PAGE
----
A report in the Financial Times on Sunday about China testing a secretive hypersonic missile system in August that orbited the earth has provoked concern and questions.
China's foreign ministry issued a denial on Monday, which, not surprisingly, added to the questions. The Chinese government said it tested a hypersonic "vehicle, not a missile". The spokesperson claimed the test happened in July, contradicting the report in Financial Times.
Reacting to the test, a number of arms control experts said the new Chinese weapon appeared to have characteristics of a "Fractional Orbital Bombardment System", a weapon system developed by the erstwhile Soviet Union in the 1960s.
Nukes in space?
Popularly known as an 'orbiting' nuclear weapon, the FOBS was a nuclear warhead launched from an intercontinental ballistic missile (ICBM) in much the same way as any other nuclear-armed missile. However, after launch, the FOBS would enter a low orbital path over the earth, at an altitude of about 150km. The FOBS was developed in response to the massive edge the US had in early-warning radars in North America and across the Western Hemisphere to detect Soviet missile launches. The lower orbit allowed the FOBS to evade detection by radars.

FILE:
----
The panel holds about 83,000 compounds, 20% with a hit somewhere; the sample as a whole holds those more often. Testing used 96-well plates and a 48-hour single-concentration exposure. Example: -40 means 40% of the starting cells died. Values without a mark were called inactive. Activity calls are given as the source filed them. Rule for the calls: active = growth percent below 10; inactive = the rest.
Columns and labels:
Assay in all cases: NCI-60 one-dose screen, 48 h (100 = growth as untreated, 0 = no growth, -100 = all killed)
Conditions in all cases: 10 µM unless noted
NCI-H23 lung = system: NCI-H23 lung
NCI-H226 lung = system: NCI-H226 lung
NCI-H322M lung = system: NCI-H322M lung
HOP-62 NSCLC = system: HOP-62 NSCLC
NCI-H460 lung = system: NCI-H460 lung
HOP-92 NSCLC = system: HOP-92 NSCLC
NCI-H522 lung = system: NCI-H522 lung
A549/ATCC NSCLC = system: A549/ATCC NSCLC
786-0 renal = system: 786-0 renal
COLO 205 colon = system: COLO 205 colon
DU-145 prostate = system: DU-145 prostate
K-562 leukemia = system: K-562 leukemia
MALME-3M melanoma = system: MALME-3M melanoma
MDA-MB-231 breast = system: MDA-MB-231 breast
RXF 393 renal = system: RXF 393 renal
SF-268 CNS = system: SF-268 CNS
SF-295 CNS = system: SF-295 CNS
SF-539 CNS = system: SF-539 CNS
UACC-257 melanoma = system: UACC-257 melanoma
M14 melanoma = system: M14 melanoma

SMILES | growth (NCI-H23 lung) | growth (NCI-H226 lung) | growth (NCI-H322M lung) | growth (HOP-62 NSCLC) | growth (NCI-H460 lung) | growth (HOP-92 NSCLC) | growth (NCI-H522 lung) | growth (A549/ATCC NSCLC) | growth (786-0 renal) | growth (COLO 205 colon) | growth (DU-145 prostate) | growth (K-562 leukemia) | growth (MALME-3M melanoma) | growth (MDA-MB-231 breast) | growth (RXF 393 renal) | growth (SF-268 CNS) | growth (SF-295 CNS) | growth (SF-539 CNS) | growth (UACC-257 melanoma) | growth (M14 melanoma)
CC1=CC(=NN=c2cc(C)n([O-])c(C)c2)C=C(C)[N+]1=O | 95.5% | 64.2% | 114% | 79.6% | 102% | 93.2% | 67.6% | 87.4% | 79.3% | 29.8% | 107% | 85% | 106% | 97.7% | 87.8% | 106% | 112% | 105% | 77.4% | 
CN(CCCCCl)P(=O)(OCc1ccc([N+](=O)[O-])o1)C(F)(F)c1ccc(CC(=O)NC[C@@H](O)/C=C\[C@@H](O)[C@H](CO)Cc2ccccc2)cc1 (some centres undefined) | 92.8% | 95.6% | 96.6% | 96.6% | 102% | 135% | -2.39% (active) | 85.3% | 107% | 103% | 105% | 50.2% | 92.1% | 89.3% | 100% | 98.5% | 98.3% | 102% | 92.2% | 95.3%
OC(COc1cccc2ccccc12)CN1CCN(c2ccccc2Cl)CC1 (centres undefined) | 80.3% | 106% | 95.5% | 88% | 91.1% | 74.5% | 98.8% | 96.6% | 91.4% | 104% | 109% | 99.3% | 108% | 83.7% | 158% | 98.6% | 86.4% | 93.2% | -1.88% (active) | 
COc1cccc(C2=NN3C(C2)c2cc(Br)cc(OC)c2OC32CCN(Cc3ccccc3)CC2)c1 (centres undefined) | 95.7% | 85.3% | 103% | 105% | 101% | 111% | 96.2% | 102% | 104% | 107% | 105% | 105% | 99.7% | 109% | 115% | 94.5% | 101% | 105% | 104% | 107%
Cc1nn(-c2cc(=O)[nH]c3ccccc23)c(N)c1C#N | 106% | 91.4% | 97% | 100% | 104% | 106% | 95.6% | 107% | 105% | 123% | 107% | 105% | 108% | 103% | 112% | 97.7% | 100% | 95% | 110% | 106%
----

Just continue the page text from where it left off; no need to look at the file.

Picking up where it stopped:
Instead of flying the shorter route over the North Pole to hit targets in the US, a FOBS could travel over the South Pole and approach the US over areas that had little radar coverage. Soviet planners believed such a weapon would reduce US early-warning time to around five minutes. The term fractional orbit was chosen to comply with international agreements such as the Outer Space Treaty that banned the deployment of nuclear weapons in space. The US Air Force Magazine explained FOBS as a weapon that "would never complete a full orbit and thus would be in compliance with the letter of the international accords".